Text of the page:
The Gray Cottage, Newnan's own residence remodeled specifically to house visiting talent, has been occupied this month by an artist with a unique view of the world around her and of her own inner workings.
Christine Cassano is a mixed media artist living and working, until very recently, in Phoenix, Arizona.
Cassano's latest works include three-dimensional pieces that explore the biology of the human body in conjunction with the science and technology commonly found in the environment.
'I work in all different materials,' Cassano explained. The artist gestured to a collection of small, curved pieces of kiln-fired porcelain strewn across both floor and table in the artist's studio of the Gray Cottage. 'Anything from concrete to porcelain - even metal.'
The historic bungalow, which is maintained by the local nonprofit, Newnan ArtRez, is located at 23 Clark Street, just beyond the McRitchie-Hollis Museum.
Cassano is the fifth artist-in-residence to visit Coweta, and the second to be brought to the ArtRez committee by the University of West Georgia. Unlike previous residents, Cassano has not been asked to offer demonstrations or art instruction, but has instead focused on the creation of a sculptural work commissioned by UWG for the lobby of the school's Newnan Campus. The artist revealed the completed piece Wednesday.
Cassano explained the commissioned work while in progress, in an interview conducted earlier in the week.
'My work is an exploration of both biology and technology - kind of fused together,' Cassano said.
In fact, the ceramic pieces being used resemble bone fragments. The pieces, which Cassano explained were shaped from wet clay wrapped around her own arms, were left unglazed, so as to retain the porcelain clay's original creamy white color.
Cassano noted that her thirst for knowledge of human biology, and subsequent sculptural expressions of that knowledge, all stemmed from a tragic accident she sustained at the age of 30.
'In my thirties I experienced a lot of health issues beginning with an accident that eventually led to a hip replacement at age 37,' Cassano said. 'So, I am bone and metal - I'm bionic.'
The artist also battles a chronic autoimmune disorder, which was likely brought on by the trauma of the accident. In an effort to understand the limitations of her own body, Cassano began to research her ailments, how they might be treated, and the amazing technology that was now part of her.
'The work is sort of autobiographical in that sense. It came from my studying and learning about all of these things that were happening to me,' Cassano said. 'But then it began to tie into a universal theme. We all sort of struggle with this technology in our lives and how that fuses in with our natural world - and so many of us are becoming sort of cyborgs - with joint replacements, hearing aids and so on.'
The exploration of science and technology is evident in Cassano's work, as is the representation of the inner-workings of the human body. The porcelain pieces used in the commissioned work for the university, as with several other similar recent works by the artist, are stamped with a motherboard from a modern computer.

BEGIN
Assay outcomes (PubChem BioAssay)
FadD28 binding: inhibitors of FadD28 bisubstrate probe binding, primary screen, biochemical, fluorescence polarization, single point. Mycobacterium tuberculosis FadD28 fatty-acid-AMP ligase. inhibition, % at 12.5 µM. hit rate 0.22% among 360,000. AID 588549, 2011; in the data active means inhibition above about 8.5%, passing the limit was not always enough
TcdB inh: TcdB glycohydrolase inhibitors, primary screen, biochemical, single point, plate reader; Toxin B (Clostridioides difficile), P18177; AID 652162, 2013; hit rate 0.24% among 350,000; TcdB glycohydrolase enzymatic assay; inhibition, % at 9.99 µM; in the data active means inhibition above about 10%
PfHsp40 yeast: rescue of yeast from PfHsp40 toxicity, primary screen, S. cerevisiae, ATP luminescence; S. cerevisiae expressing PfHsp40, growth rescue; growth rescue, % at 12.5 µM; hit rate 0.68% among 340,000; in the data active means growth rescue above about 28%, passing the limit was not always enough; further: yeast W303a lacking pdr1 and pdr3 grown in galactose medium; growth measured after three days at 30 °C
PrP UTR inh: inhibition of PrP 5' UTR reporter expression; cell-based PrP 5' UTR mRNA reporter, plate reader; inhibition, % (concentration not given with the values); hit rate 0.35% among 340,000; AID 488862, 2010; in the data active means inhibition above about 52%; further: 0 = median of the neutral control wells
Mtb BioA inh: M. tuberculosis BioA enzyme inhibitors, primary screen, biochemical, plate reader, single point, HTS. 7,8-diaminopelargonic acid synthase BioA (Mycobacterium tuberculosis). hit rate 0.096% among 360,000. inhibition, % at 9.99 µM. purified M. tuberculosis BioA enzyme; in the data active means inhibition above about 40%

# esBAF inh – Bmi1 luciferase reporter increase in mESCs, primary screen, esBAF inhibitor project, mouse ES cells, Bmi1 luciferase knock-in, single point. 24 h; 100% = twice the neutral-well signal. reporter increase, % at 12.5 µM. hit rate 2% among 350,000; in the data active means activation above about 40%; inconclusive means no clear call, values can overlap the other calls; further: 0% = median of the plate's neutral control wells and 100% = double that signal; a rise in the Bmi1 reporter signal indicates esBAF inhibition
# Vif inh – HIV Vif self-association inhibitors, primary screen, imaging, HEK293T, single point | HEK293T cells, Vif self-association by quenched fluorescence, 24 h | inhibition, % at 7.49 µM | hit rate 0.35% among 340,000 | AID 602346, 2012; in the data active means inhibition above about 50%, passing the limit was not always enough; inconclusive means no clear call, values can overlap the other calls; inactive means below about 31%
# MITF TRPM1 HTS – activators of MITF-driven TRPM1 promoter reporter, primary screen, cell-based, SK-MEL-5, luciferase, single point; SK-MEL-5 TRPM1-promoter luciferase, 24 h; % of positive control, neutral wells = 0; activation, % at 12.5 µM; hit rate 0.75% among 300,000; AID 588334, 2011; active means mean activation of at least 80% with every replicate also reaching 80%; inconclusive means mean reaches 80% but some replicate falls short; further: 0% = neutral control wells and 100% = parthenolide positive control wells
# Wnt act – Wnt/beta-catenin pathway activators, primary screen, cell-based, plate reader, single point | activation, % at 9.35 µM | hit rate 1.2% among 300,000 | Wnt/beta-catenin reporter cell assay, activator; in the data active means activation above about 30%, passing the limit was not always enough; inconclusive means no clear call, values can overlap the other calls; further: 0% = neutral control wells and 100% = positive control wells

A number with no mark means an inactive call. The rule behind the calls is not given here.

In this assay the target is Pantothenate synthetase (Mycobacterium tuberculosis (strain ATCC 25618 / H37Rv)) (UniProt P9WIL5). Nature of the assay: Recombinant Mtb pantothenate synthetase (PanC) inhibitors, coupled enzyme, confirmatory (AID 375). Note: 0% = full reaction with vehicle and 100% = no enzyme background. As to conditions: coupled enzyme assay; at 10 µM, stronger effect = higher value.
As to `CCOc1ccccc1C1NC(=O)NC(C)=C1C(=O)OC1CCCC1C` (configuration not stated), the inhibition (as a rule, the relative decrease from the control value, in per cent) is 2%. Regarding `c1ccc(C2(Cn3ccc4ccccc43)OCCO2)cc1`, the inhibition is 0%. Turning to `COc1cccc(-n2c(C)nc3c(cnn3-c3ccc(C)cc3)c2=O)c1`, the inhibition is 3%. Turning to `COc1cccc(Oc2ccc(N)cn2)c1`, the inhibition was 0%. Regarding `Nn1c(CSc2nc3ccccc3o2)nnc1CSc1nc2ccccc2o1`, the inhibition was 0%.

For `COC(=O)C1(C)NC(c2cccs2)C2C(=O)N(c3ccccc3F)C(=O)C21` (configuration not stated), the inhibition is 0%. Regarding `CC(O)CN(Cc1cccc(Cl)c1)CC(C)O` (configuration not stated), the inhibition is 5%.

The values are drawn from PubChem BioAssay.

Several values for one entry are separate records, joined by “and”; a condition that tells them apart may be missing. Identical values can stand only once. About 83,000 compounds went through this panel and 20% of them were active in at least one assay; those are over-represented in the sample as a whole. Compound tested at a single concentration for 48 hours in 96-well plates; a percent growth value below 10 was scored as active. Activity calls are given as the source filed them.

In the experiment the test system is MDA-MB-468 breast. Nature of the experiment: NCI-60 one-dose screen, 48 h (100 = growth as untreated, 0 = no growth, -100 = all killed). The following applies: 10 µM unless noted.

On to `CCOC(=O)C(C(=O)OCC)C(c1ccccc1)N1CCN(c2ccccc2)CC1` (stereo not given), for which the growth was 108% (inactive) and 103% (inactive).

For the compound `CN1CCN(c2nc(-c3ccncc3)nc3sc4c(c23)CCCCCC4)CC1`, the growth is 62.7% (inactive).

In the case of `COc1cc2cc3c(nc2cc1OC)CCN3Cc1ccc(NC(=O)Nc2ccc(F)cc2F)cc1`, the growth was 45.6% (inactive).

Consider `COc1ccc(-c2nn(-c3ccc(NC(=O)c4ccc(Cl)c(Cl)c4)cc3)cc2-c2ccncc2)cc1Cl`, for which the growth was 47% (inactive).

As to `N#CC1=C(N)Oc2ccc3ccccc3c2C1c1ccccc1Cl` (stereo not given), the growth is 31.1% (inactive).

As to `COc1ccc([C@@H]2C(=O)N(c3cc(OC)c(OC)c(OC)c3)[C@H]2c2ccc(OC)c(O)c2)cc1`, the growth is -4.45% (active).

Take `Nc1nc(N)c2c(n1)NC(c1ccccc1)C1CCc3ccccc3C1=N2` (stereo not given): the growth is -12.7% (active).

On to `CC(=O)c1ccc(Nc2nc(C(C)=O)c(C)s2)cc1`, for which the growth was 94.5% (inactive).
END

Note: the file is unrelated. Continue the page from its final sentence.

A motherboard is the main circuit piece, essentially the computer's 'brain.' When pressed into damp clay, the result leaves an impression from the board that appears as a geometric pattern.
'It can also be an aerial view of a city,' Cassano said of the impression left from the board that appears in some ways organic, and in other ways, scientific.
The artist noted that with technology, as is with the human body, there is generally a center of control.
'Our cells are sort of formulated in the same way that data is formulated,' explained Cassano. 'A motherboard mimics the cells in regard to each of our cells are programmed with a set of functions, and the motherboard kind of does the same thing.'
This juxtaposition between flowing, natural shapes and the intricate detail found in technology is what the artist aims to explore.
'From a distance [my pieces] look like something you might see under a microscope, but when you get up close it is all industrial materials.'
Cassano experiments with the same concept of contrasting ideas even in her own life. The artist was born and raised in the southern part of Virginia, but after graduating college there with a degree in the arts, Cassano traveled to Arizona where the surrounding environment was somewhat opposite of what the artist had been accustomed to.
Newnan is, however, a welcomed change for the artist and a somewhat unexpected return to the south.
'I'm originally from Virginia, born and raised in the south, but I have been in Arizona for 15 years,' Cassano said. 'Phoenix is just harsh dessert, really hot. So, I've been out here for four weeks and the green is just so great.'
Cassano's last day in Newnan is today, but a piece of the artist will remain in the city as a permanent installation viewable in the lobby of the UWG Newnan campus.
In addition to the custom, commissioned work, the university has purchased a second piece created by Cassano.
Digital Diatoms was assembled by the artist in 2013. The mixed media panel is two feet in height by five feet in width and contains several similar elements found in many of Cassano's works. The piece will hang in the lobby of the Newnan campus, just down from Cassano's commissioned work.